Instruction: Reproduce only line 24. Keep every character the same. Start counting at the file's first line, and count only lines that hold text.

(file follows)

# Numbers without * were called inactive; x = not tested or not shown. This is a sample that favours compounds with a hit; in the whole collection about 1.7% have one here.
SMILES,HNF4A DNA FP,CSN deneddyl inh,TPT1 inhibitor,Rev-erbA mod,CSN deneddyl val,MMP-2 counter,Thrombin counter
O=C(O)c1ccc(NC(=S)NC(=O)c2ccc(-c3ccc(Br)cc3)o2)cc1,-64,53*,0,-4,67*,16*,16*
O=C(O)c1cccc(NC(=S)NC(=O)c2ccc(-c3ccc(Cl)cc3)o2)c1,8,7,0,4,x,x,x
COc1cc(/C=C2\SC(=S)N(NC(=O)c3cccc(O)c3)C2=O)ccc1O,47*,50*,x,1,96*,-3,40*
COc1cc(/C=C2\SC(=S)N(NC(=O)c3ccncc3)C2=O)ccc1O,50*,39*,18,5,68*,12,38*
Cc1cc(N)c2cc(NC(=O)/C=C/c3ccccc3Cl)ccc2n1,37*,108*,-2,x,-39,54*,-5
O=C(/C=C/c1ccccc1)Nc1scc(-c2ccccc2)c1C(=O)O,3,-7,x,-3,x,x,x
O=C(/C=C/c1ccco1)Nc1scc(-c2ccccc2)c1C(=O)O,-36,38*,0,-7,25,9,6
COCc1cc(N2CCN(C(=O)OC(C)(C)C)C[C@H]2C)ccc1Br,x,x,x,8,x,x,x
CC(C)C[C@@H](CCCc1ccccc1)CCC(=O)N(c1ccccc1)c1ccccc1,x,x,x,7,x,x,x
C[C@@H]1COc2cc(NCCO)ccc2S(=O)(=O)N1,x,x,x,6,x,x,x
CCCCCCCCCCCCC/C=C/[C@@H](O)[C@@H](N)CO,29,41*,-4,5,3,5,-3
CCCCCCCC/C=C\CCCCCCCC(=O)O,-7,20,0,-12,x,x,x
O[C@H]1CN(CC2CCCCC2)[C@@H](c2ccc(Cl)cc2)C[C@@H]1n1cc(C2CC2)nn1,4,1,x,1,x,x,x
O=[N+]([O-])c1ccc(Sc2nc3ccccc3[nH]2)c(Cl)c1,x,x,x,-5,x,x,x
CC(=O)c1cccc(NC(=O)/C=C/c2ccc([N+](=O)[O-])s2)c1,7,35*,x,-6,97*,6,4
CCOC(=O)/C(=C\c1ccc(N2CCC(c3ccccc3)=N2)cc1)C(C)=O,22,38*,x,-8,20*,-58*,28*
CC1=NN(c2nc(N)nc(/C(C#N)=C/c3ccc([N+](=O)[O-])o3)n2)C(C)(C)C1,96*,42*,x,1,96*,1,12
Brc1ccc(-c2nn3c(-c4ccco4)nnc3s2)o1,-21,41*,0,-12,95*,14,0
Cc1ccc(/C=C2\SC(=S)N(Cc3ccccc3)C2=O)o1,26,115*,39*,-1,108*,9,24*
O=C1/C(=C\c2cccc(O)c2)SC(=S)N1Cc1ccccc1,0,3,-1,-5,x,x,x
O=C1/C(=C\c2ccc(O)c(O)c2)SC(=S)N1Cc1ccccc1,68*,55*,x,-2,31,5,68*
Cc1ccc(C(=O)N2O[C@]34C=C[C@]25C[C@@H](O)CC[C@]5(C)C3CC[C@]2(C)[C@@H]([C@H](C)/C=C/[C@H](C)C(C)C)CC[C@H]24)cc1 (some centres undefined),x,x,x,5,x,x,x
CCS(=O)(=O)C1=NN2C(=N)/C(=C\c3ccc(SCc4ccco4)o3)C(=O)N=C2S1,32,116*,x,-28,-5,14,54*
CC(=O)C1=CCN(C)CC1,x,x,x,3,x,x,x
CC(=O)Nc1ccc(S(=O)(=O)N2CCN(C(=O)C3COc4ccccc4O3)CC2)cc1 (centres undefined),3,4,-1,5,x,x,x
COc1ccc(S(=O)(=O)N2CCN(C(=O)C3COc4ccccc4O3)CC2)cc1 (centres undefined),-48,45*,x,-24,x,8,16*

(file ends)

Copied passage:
Cc1ccc(C(=O)N2O[C@]34C=C[C@]25C[C@@H](O)CC[C@]5(C)C3CC[C@]2(C)[C@@H]([C@H](C)/C=C/[C@H](C)C(C)C)CC[C@H]24)cc1 (some centres undefined),x,x,x,5,x,x,x